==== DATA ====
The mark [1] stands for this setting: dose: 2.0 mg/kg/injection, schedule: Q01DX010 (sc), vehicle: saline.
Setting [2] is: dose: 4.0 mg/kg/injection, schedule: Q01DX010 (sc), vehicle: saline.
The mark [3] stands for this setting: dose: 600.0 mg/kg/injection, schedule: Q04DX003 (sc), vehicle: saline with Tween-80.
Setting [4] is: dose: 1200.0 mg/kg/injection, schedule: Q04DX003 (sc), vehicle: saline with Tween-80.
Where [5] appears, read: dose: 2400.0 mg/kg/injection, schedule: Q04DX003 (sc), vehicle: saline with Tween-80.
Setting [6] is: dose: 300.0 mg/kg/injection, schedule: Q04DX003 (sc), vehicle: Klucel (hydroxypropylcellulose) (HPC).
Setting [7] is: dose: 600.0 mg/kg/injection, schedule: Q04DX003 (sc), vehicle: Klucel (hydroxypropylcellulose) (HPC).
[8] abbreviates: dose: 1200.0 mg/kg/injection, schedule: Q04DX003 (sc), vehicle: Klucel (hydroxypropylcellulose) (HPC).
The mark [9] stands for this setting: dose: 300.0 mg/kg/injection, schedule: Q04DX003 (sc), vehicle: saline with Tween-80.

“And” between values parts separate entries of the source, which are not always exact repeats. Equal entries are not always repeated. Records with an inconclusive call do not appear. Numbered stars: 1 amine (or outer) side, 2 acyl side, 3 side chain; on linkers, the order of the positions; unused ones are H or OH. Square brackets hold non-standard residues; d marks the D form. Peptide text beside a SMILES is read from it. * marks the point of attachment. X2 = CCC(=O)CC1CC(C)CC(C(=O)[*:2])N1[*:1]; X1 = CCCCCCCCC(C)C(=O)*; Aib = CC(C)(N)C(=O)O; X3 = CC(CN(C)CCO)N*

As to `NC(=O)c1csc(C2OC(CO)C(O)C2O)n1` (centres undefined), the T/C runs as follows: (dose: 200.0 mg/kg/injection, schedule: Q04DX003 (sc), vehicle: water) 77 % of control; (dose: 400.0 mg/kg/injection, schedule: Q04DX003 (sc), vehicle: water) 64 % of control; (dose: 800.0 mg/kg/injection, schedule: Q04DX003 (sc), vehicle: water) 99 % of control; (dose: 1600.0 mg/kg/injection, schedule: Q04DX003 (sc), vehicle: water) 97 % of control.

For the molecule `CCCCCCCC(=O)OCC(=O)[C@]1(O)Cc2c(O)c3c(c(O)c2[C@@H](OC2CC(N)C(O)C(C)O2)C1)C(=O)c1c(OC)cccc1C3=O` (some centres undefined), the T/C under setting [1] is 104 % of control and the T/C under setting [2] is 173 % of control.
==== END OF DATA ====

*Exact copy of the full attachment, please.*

The mark [1] stands for this setting: dose: 2.0 mg/kg/injection, schedule: Q01DX010 (sc), vehicle: saline.
Setting [2] is: dose: 4.0 mg/kg/injection, schedule: Q01DX010 (sc), vehicle: saline.
The mark [3] stands for this setting: dose: 600.0 mg/kg/injection, schedule: Q04DX003 (sc), vehicle: saline with Tween-80.
Setting [4] is: dose: 1200.0 mg/kg/injection, schedule: Q04DX003 (sc), vehicle: saline with Tween-80.
Where [5] appears, read: dose: 2400.0 mg/kg/injection, schedule: Q04DX003 (sc), vehicle: saline with Tween-80.
Setting [6] is: dose: 300.0 mg/kg/injection, schedule: Q04DX003 (sc), vehicle: Klucel (hydroxypropylcellulose) (HPC).
Setting [7] is: dose: 600.0 mg/kg/injection, schedule: Q04DX003 (sc), vehicle: Klucel (hydroxypropylcellulose) (HPC).
[8] abbreviates: dose: 1200.0 mg/kg/injection, schedule: Q04DX003 (sc), vehicle: Klucel (hydroxypropylcellulose) (HPC).
The mark [9] stands for this setting: dose: 300.0 mg/kg/injection, schedule: Q04DX003 (sc), vehicle: saline with Tween-80.

“And” between values parts separate entries of the source, which are not always exact repeats. Equal entries are not always repeated. Records with an inconclusive call do not appear. Numbered stars: 1 amine (or outer) side, 2 acyl side, 3 side chain; on linkers, the order of the positions; unused ones are H or OH. Square brackets hold non-standard residues; d marks the D form. Peptide text beside a SMILES is read from it. * marks the point of attachment. X2 = CCC(=O)CC1CC(C)CC(C(=O)[*:2])N1[*:1]; X1 = CCCCCCCCC(C)C(=O)*; Aib = CC(C)(N)C(=O)O; X3 = CC(CN(C)CCO)N*

As to `NC(=O)c1csc(C2OC(CO)C(O)C2O)n1` (centres undefined), the T/C runs as follows: (dose: 200.0 mg/kg/injection, schedule: Q04DX003 (sc), vehicle: water) 77 % of control; (dose: 400.0 mg/kg/injection, schedule: Q04DX003 (sc), vehicle: water) 64 % of control; (dose: 800.0 mg/kg/injection, schedule: Q04DX003 (sc), vehicle: water) 99 % of control; (dose: 1600.0 mg/kg/injection, schedule: Q04DX003 (sc), vehicle: water) 97 % of control.

For the molecule `CCCCCCCC(=O)OCC(=O)[C@]1(O)Cc2c(O)c3c(c(O)c2[C@@H](OC2CC(N)C(O)C(C)O2)C1)C(=O)c1c(OC)cccc1C3=O` (some centres undefined), the T/C under setting [1] is 104 % of control and the T/C under setting [2] is 173 % of control.